Gender, job and family conditions, and psychological symptoms

Diane L. Hughes, Ellen Galinsky

Research output: Contribution to journalArticlepeer-review


This study examined the hypothesis that gender differences in psychological distress are mediated by job and family role conditions. Previous research has failed to directly test such mediational hypotheses but rather has inferred effects of role conditions from simple role-occupancy variables. The sample consisted of full-time employed married respondents including 161 women with full-time employed spouses, 142 men with nonemployed spouses, and 126 men with full-time employed spouses. Although the sample reported low psychological symptomatology overall, the women in dual-earner families reported more psychological symptomatology than did either group of men. Hierarchical regression equations indicated that work and family conditions fully attenuated this gender differential. Women in dual-earner families also reported less job enrichment, less time at work, and more household labor inequity than did either group of men. They also reported more childcare difficulty than did men with nonemployed spouses. Work-family interference predicted psychological symptomatology and partially accounted for its relationship with some job and family conditions. We discuss processes through which gender affects psychological distress.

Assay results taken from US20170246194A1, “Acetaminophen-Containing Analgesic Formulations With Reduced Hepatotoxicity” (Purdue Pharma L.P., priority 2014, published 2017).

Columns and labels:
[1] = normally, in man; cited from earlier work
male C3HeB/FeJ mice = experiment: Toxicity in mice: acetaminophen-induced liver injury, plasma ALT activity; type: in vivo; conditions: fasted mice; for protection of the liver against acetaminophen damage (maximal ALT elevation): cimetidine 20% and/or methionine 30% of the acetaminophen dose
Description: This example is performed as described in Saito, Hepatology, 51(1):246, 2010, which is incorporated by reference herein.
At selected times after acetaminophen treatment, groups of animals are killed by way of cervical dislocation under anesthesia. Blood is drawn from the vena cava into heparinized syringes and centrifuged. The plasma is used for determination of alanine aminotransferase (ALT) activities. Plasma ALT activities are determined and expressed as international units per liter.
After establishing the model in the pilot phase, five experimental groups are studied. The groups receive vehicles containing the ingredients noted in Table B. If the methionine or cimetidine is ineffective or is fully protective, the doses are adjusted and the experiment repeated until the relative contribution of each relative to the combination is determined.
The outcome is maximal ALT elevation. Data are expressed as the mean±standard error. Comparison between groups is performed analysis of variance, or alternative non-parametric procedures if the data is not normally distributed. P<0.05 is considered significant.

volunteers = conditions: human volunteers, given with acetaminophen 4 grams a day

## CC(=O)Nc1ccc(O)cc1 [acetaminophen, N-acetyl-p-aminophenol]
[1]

Original languageEnglish (US)
Pages (from-to)251-270
Number of pages20
JournalPsychology of Women Quarterly
Issue number2
StatePublished - Jun 1994

ASJC Scopus subject areas

  • Gender Studies
  • Developmental and Educational Psychology
  • Arts and Humanities (miscellaneous)
  • General Psychology


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